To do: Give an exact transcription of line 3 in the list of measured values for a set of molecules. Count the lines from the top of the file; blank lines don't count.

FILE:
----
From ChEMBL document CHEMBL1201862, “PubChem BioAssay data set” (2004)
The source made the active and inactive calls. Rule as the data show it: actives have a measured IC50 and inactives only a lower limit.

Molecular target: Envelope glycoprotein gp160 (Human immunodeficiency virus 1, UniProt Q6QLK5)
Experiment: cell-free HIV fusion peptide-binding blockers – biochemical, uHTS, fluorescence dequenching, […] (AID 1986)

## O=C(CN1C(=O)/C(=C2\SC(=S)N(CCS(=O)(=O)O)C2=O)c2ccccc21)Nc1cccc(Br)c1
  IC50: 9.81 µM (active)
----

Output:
Molecular target: Envelope glycoprotein gp160 (Human immunodeficiency virus 1, UniProt Q6QLK5)